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  • 1. Electrochemistry Communications 29 (2013) 78–80 Contents lists available at SciVerse ScienceDirect Electrochemistry Communications journal homepage: hydrogen peroxide sensing based on Prussian Blue modifiedmacroporous microelectrodesAnna V. Mokrushina a, Matthias Heim b, Elena E. Karyakina a, Alexander Kuhn b, Arkady A. Karyakin a,⁎a Chemistry faculty of M.V. Lomonosov Moscow State University, 119991, Moscow, Russiab Univ. Bordeaux, ISM, UMR 5255, Site ENSCBP, F-33607 Pessac, Francea r t i c l e i n f o a b s t r a c tArticle history: We report on the successful modification of macroporous microelectrodes with the electrocatalyst PrussianReceived 6 December 2012 Blue, resulting in improved hydrogen peroxide sensing. When the pores of the electrode surface areReceived in revised form 9 January 2013 completely filled with the electrocatalyst the resulting sensor shows a behavior similar to the one obtainedAccepted 9 January 2013 for a non-porous microelectrode. However, significantly improved analytical performance is obtainedAvailable online 27 January 2013 when the porous structure is only partly filled with the catalyst, allowing diffusional access of the analyteKeywords: to the inside of the pores. The resulting sensor is characterized by both improved operational stability andMacroporous microelectrode record sensitivity of 8.8 ± 0.7 A M−1 cm −2 for H2O2 detection.Prussian Blue © 2013 Elsevier B.V. All rights reserved.Hydrogen peroxide1. Introduction characteristics, namely a linear calibration range of over seven orders of magnitude in analyte (H2O2) concentration [16,17]. Sensors for hydrogen peroxide (H2O2) attract a particular attention The particular interest in microelectrode based sensors is due to twoin electroanalytical science nowadays. H2O2 is an important analyte be- main reasons. First, if the electrochemical reaction is limited by masscause of its excessive use in industry and atomic power stations, which transport, microelectrodes allow to improve signal-to-noise ratio anddramatically affects the environment [1,2], as well as disinfecting agent hence to achieve better analytical performance characteristics. Thisfor water pools, food and beverage packages [3,4]. Therefore it is impor- is also valid for Prussian Blue modified electrodes [18]. Second, it istant to measure its residual concentration. However, H2O2 plays also an possible to implant such miniaturized electrodes. However, on theimportant role in the greatly expanding area of clinical diagnostic. First, other hand microelectrodes obviously generate only low currents,it is a valuable marker for oxidative stress, recognized as one of the which may constitute a major problem with respect to their handling.major risk factors in progression of pathophysiological complications One way to overcome this problem is to increase artificially thein diabetes, atherosclerosis, renal disease, cancer and aging [5–9]. active surface area of such electrodes. This can be achieved either bySecond, hydrogen peroxide is also a side product of the reaction of generating a high surface roughness, or alternatively by using porousoxidases, a family of enzymes used in the majority of analytical kits. microelectrodes [19]. Such porous surfaces are especially interestingAs shown already almost 40 years ago, the detection of H2O2 provides for redox couples with a sluggish electron transfer kinetics likethe highest sensitivity for the corresponding biosensors [10,11]. bioelectrochemical reactions [20,21] or the aforementioned transfor- We already reported on Prussian Blue (PB) as the most advanta- mation of H2O2 [22]. In these cases, the immobilization of a redox cat-geous hydrogen peroxide transducer [12–14]. Comparing with the alyst or a mediator inside the pores allows to drastically improve thewidely used platinum, Prussian Blue modified electrodes are: (i) three faradaic currents [23]. Here we report on the possibility to modifyorders of magnitude more active in H2O2 reduction and oxidation in macroporous gold microelectrodes with Prussian Blue as a catalyst,neutral media, and (ii) three orders of magnitude more selective for resulting in electrochemical sensors with record sensitivities of uphydrogen peroxide reduction in the presence of oxygen [15]. The to 9 A M −1 cm −2.attractive performance of the electrochemically deposited PrussianBlue allowed to denote it as an artificial equivalent of the enzyme per-oxidase [13,14]. Moreover, nano-structuring of Prussian Blue resulted 2. Experimentalin the elaboration of electrochemical sensors with record performance 2.1. Materials ⁎ Corresponding author. Experiments were carried out with water from a Millipore MilliQ E-mail address: (A.A. Karyakin). system. All inorganic salts, organic solvents and hydrogen peroxide1388-2481/$ – see front matter © 2013 Elsevier B.V. All rights reserved.
  • 2. A.V. Mokrushina et al. / Electrochemistry Communications 29 (2013) 78–80 79(30% solution) were obtained at the highest purity from Reachim(Moscow, Russia) and used as received. Silica beads as templates were synthesized following proceduresinspired from the Stöber sol–gel process based on the ammonia-catalyzed hydrolysis and condensation of tetraethoxysilane in ahydroalcoholic medium. A cyanide-free gold plating bath purchasedfrom Metalor (ECF-63; gold concentration 10 g L −1) was used asreceived for the metal deposition.2.2. Instrumentation Electrochemical experiments were carried out in a three-compartment electrochemical cell, containing a platinum net aux-iliary electrode and an Ag|AgCl reference electrode in 1 M KCl usingPalmSens (Netherlands) as a potentiostat interfaced to an IBM PC. Microelectrodes were made on the basis of isolated gold wires(ø 125 μm, Good Fellow, UK). Prior to modification with PrussianBlue, gold microelectrodes were cleaned by cycling in 1 M sulfuricacid in a potential range from − 100 to 1500 mV at a sweep rate of40 mV s − 1. Electrodeposition of Prussian Blue was achieved in cyclic voltam-metric conditions with switching potentials from 0.4 to 0.6 V (cathodic)and from 0.7 to 0.8 V (anodic) at a sweep rate of 40 mV s −1 fromequimolar solution of K3[Fe(CN)6] and FeCl3. A supporting electrolytewas 0.1 mol L −1 HCl and 0.1 mol L −1 KCl. After deposition, PrussianBlue films were activated in the latter by cycling from −0.05 to0.35 V at a rate of 40 mV s−1 until a stable voltammogram wasobtained. The PB surface coverage was calculated by integration ofcyclic voltammograms of its activation. Generation of macroporous microelectrodes was achieved follow-ing the template approach. An aqueous suspension of silica beads Fig. 1. Electron microscopy image of a microelectrode: a) global view of the isolatedwith 295 nm diameter was slowly evaporated at the surface of the gold wire (white spot) and b) zoom of the porous gold surface.microelectrodes. The resulting colloidal crystal served as a templatefor the subsequent electrodeposition of gold following the literatureprocedure [19]. ratios are comparable to the ratio of active surface area (Fig. 2). At higher concentrations, commonly used for Prussian Blue deposition,3. Results and discussion a decrease in relative gain in sensitivity is observed, despite the improved amount of deposited electrocatalyst. At the maximum con-3.1. Macroporous gold microelectrodes centration, the sensitivity of the resulting sensor is similar to what would be obtained for a flat microelectrode modified with Prussian Fig. 1a presents the electron microscopy image of a microelec- Blue. This can be explained in terms of a complete filling of the goldtrode. White spot in it corresponds to the gold wire. Electrodeposition pores with Prussian Blue. In this case analyte molecules will not beof gold through the colloidal crystal template leads, after dissolution able to penetrate the internal structure of the pores. Therefore onlyof the template, to surfaces with a very regular pore size [25]. the outer electrode surface is accessible, and the resulting porousFig. 1b illustrates the porosity of such a modified microelectrode. Tomeasure the active area of gold electrodes, cyclic voltammograms inthe range from − 0.1 to 1.5 V have been recorded (sweep rate40 mV s −1; 1 M H2SO4). Integration of the charge associated with 8the gold oxide reduction peak leads to the active surface area [26].For our macroporous electrodes the ratio of active to geometric sur- porous-to-smooth ratioface area has been at the level of 3 (Fig. 2). 63.2. Prussian Blue deposition onto macroporous gold microelectrodes 4 Deposition of Prussian Blue on macroporous microelectrodes hasbeen carried out in cyclic voltammetric regime similarly to [18]. How-ever, when the cathodic switching potential was of 0.4 V, the surfacecoverage of the porous microelectrodes was lower than for flat ones. 2Choosing potentials above 0.5 V, it became possible to achieve similarand even higher PB surface coverages. For the following experimentsthe cathodic switching potential of 0.6 V has been chosen. 0 Concentration of ferric salts in the growth solutions also affected 0 5 10 15 20surface coverage and the resulting sensitivity of the microsensor. [FeFe(CN)6], mMAt 1 mM concentrations of Fe 3+ and [Fe(CN)6] 3−, both (equimolarprecursor concentrations are chosen in favor of one-to-one complex Fig. 2. Ratios of macroporous-to-conventional ultramicroelectrodes in terms of (▲) surfaceFe III[Fe III(CN)6] formation [24]), surface coverage and sensitivity area, (■) Prussian Blue surface coverage and (●) sensitivity in hydrogen peroxide detection.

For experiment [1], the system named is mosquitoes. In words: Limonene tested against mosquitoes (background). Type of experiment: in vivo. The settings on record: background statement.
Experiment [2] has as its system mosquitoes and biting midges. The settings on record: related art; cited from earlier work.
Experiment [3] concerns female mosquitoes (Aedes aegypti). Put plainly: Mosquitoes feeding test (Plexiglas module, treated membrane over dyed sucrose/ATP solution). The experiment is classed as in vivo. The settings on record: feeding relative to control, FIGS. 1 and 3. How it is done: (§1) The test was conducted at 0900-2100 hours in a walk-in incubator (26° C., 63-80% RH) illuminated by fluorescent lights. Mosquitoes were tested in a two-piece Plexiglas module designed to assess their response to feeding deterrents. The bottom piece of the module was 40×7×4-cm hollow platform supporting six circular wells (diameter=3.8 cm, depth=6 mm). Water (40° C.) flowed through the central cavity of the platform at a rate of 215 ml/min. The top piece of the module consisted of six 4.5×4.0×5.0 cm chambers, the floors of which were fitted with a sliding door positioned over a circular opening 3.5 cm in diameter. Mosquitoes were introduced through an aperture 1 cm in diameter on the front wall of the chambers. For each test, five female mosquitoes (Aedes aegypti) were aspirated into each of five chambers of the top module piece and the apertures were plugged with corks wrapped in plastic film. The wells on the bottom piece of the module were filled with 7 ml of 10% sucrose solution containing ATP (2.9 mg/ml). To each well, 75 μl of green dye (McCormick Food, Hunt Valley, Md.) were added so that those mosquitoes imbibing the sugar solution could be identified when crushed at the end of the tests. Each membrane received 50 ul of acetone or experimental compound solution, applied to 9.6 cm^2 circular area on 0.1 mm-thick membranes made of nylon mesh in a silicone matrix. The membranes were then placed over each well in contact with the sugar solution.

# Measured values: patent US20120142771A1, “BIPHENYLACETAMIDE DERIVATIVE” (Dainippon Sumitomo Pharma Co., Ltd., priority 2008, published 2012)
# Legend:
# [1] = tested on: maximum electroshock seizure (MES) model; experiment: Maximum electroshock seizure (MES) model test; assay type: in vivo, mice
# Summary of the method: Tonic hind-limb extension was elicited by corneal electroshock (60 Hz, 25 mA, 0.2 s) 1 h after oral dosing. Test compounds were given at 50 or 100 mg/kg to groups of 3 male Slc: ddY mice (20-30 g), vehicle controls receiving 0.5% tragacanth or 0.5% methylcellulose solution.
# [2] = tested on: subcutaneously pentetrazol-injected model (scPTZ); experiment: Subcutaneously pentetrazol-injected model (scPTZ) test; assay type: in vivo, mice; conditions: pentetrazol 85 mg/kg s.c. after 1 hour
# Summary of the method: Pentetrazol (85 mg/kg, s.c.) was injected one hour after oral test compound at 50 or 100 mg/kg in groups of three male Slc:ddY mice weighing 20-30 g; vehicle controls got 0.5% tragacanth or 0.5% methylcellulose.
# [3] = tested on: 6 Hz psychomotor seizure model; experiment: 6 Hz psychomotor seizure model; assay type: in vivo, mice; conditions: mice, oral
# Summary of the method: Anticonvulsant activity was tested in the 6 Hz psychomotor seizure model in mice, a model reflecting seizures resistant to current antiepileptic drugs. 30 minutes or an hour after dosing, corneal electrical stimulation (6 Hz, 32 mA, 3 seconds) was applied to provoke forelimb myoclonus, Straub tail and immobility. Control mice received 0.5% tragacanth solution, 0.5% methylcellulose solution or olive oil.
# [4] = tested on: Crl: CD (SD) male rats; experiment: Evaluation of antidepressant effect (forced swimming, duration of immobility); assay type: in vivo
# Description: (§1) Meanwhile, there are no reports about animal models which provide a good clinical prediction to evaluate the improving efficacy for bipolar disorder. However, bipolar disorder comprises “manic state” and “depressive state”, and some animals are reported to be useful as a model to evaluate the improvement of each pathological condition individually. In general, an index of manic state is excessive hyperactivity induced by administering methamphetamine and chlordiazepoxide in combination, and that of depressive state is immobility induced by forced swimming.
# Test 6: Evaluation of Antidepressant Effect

• 3. 80 A.V. Mokrushina et al. / Electrochemistry Communications 29 (2013) 78–80microelectrode is expected to display similar sensitivity as a conven- Discussing the achieved sensitivity of approximately 9 A M−1 cm−2,tional microelectrode. we consider its limit of 1 AM−1 cm−2 calculated for moderate stirring In order to elaborate sensors on the basis of porous structures [27]. However, the same authors achieved the value of 2.3 AM−1 cm−2with improved sensitivity it is necessary to cover the inner surface for peroxidase modified gold electrodes [28]. Since miniaturization pro-of the pores with the electrocatalyst, but preserving some empty vides increase in sensitivity (the PB modified disk Ø 125 μm is 3.7 timesspace for fast diffusion of analyte. Therefore low surface coverages of higher sensitive than the Ø 2 mm one [18]), the obtained sensitivity ofГ≈5–8 nmol cm−2 (found to be optimal for flat systems [13]) seem to 9 AM−1 cm−2 is preferable. This corresponds to a film thickness of approximately50 nm [17], which fits quite well with the diameter of the pores 4. Conclusions(200 nm), and thus leads to optimal analytical performance. Knowing limited operational stability of Prussian Blue in highly We conclude that macroporous systems can improve significantlyconcentrated hydrogen peroxide solutions, it is interesting, whether the sensitivity for hydrogen peroxide reduction, even for very effi-macroporous surface would provide improved stability of the corre- cient electrocatalysts such as Prussian Blue. A compromise has to besponding modified electrodes. Indeed, the inactivation constant in made when modifying porous structures with catalyst. Total filling1 mM H2O2 for macroporous modified electrode was 4–5 times of the pores with electrocatalyst is not efficient, because diffusionlower as compared to the flat microelectrode. of analyte into the pores will become too difficult. In this case the microelectrode behaves like a flat one. However when the pores are covered only with a thin layer (Г ≈ 5–8 nmol cm −2), it is possible3.3. Analytical characteristics of Prussian Blue modified macroporous to observe a dramatic increase in sensitivity. Using such optimizedmicroelectrodes Prussian Blue modified porous microelectrodes, a record sensitivity of 9 A M −1 cm −2 has been achieved, which should be of interest for The analytical performance of Prussian Blue modified macroporous clinical diagnostics and for electrocatalytic applications in general.and flat microelectrodes are displayed in the calibration graph ofFig. 3. In both cases the plotted current densities are calculated with re- Acknowledgmentsspect to the geometric electrode area in order to illustrate the perfor-mance of the resulting sensors. The conventional microelectrode The financial support of Russian Federation Ministry of Education andmodified with electrocatalyst displays a sensitivity (determined as Science through contracts no 14.740.11.1374 and no 11.519.11.2041 isthe slope of the low-concentration part of the calibration graph) of greatly acknowledged. We also gratefully acknowledge the Agence1.7 ± 0.3 A M−1 cm−2, which is in a good agreement with previous Nationale de la Recherche for the financial support of this study throughwork [18]. the ANR project HOPE (BLAN07-3-187142). The macroporous Prussian Blue modified microelectrode is charac-terized by a remarkably improved sensitivity of 8.8±0.7 AM−1 cm−2. ReferencesTo our knowledge, such sensitivity has not been reported so far, and [1] Y. Wang, J. Huang, C. Zhang, J. Wei, X. Zhou, Electroanalytical 10 (1998) 776.hence can be considered as a record one. The calibration graph (Fig. 3) [2] W.B. Nowall, W.G. 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